Why you should try a one-night backpacking trip

Camping in Glen Coe
One night backpacking trips deliver stunning scenery, awesome adventure and bust some stress, but you don’t need to put your life on hold to reap the rewards (Image credit: Julia Clarke)

Backpacking is just loaded with adventure, from planning your meals and packing your backpack, to setting off down the trail and finding an idyllic spot to set up your home away from home. But for some of us, the whole idea of it can seem more daunting than rousing. How do you know if you have enough food? Is your pack too heavy? What do you do if you can’t find anywhere to camp? These questions get bigger the longer the trip, and they’re one reason I’ve become a huge fan of the one night backpacking trip.

I’m not saying I don’t love a more extended backpacking journey – I’ve had plenty of weeklong tent stays in the deserts near Moab, along the West Highland Way and in Yosemite National Park – but I honestly think it’s hard to beat a good single night backpacking adventure. My very first backpacking experiences all involved single nights in the wilderness surrounding Vail, Colorado and to this day remain some of the most memorable adventures I’ve ever had. In the last year, I’ve taken to escaping off into Loch Lomond and the Trossachs National Park for the night, which is only 20 miles from Glasgow, but offers a complete respite from city life, and I’m starting to think these trips are the way of the future.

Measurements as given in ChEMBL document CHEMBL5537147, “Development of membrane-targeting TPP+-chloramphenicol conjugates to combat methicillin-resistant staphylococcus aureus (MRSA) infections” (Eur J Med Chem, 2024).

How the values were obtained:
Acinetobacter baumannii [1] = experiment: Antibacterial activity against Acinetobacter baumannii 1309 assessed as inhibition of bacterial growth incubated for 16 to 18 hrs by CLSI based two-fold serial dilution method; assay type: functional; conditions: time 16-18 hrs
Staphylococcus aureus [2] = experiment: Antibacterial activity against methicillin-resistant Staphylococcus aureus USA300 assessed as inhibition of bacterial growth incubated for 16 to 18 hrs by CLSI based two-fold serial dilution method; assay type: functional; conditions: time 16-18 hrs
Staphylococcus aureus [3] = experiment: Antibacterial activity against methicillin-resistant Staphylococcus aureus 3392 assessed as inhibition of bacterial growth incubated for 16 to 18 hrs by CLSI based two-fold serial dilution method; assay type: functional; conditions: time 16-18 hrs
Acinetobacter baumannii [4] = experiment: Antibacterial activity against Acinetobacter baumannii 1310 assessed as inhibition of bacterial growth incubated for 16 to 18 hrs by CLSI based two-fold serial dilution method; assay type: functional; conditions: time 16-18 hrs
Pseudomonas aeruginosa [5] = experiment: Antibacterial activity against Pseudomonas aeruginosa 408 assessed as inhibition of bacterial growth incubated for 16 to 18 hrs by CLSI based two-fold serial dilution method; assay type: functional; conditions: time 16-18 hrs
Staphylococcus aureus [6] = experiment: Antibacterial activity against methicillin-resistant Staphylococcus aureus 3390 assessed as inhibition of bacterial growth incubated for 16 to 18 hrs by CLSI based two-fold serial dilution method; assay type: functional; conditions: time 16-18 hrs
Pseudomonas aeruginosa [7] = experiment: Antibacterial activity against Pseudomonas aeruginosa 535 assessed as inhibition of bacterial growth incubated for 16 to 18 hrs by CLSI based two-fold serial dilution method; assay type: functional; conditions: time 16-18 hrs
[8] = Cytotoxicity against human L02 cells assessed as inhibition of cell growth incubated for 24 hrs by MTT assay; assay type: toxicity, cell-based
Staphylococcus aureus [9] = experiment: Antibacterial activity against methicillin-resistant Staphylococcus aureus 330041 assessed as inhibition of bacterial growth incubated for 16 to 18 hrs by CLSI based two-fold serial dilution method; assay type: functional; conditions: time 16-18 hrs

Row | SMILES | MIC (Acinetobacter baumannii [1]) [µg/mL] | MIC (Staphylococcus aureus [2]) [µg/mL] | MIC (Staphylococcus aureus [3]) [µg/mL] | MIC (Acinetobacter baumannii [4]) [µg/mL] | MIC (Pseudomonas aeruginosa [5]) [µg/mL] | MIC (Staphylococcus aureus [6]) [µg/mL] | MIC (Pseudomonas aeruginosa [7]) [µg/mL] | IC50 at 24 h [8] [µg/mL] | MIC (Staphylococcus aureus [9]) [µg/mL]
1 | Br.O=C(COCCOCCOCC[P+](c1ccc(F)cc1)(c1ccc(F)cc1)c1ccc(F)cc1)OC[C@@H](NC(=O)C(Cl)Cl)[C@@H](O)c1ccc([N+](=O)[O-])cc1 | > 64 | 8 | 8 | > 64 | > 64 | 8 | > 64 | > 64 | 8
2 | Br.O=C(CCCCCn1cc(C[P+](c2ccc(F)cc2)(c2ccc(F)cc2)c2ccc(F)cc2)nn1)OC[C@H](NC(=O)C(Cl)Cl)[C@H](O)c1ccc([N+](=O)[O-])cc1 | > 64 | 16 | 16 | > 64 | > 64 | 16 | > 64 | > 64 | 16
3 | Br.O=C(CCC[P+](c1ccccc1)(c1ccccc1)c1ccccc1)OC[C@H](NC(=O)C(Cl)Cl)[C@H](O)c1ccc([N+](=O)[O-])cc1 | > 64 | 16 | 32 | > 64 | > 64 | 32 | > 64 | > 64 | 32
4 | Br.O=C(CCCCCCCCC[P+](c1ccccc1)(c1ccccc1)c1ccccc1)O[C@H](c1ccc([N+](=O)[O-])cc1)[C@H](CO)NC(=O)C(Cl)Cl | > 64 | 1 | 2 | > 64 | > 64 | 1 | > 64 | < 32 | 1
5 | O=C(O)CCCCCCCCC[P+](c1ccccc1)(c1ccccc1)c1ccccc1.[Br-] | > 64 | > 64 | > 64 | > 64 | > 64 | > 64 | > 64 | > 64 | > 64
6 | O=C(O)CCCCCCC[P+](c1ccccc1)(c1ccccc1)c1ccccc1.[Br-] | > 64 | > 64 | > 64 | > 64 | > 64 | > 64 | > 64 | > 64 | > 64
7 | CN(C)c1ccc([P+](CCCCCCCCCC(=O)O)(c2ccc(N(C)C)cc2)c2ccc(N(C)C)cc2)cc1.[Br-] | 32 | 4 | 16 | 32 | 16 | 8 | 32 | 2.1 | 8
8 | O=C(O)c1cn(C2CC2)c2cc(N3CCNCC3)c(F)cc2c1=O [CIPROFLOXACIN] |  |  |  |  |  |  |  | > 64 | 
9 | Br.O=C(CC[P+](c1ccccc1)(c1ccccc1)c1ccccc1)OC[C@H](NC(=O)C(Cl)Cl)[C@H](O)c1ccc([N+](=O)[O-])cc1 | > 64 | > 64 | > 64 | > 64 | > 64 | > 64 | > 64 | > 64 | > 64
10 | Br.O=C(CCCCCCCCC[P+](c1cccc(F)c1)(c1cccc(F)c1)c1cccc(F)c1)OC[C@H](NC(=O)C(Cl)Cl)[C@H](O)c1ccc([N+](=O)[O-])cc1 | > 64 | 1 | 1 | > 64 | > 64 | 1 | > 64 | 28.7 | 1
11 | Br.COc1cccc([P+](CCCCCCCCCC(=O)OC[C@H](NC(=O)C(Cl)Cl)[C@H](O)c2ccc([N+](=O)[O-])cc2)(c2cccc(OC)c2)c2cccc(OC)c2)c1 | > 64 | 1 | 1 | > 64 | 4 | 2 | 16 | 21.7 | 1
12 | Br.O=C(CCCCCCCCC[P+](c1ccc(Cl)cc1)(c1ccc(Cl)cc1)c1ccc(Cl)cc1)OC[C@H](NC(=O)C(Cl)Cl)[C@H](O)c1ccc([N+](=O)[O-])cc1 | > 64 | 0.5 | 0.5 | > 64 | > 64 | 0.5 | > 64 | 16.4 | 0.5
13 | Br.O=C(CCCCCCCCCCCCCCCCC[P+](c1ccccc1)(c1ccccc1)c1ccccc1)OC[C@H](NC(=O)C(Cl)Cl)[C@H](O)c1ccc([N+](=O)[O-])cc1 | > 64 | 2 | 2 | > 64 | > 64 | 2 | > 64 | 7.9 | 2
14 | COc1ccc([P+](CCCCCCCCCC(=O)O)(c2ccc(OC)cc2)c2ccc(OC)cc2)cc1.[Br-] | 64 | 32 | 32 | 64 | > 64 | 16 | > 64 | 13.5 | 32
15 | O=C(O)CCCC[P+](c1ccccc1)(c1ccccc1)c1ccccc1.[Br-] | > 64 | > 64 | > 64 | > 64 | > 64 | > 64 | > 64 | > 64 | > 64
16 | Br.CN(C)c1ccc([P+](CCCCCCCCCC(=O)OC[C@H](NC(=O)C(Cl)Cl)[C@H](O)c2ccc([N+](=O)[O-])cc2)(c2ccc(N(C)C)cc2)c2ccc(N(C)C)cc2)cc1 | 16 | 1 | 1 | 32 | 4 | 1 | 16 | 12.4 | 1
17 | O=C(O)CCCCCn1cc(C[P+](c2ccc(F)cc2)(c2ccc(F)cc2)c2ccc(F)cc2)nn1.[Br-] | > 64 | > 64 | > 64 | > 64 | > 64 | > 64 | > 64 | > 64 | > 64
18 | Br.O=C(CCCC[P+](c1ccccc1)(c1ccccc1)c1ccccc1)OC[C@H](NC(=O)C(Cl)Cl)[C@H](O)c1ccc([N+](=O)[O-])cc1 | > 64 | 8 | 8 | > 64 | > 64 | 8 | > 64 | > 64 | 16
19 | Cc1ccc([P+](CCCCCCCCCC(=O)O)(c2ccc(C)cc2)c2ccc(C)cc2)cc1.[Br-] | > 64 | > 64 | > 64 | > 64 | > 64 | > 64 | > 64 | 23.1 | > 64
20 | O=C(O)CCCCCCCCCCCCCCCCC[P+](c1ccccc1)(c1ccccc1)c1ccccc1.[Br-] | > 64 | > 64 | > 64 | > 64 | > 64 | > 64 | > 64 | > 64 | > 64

Couple wild camping on hilltop

Backpacking is just loaded with adventure, from planning your meals and packing your backpack (Image credit: Getty)

Often, when you only have a night spare, it’s easy to think that car camping is the way to go, but there are a million spectacular places you can reach with a couple of hours (or less) of walking, and isn’t it nice to get into the wild without bringing exhaust fumes with you? Whether you’re looking to be persuaded to try backpacking at all, or wondering whether a single night is even worth all the hassle, read on for my top reasons to try a one night backpacking trip this year. 

1. It takes less planning 

A multi-day backpacking trip or thru-hike is a life-changing experience, but it takes some serious planning, from plotting out your route to figuring out your meals, and possibly even arranging for someone to mail your supplies to post offices along your route. For a single night, you just need to know roughly where you want to pitch your tent and how to get there, pack up your base load (we’ll get to that in a moment) and start walking. When I lived in Colorado, I had a handful of alpine lakes that were secluded, stunning and required anywhere from three to six miles of hiking that I could head to on a whim. 

Hiker with view to Lake Königssee and St Bartholoma church

A single night of backpacking doesn't require as much gear or planning (Image credit: DieterMeyrl)

2. Your pack is lighter 

OK, so obviously you still need all the essential camping gear, meaning your tent, sleeping pad and sleeping bag, but there are quite a few items you’d need for a longer trip that you can leave at home for a one nighter. For example, you won’t need extra clothes, though you should always bring a spare pair of hiking socks in case your feet get wet, a down jacket for cold nights, and a waterproof jacket in case of rain. You might be willing to put up with a smaller one-person tent or bivy sack if you’re not going to be living in there all week. You’ll only need one dinner and one breakfast, and if I’m being honest, I do occasionally just grab a sandwich and a breakfast bar on my way in, meaning I don’t even have to bring my camping stove. That also buys me more time relaxing round the campfire once I’ve pitched my tent.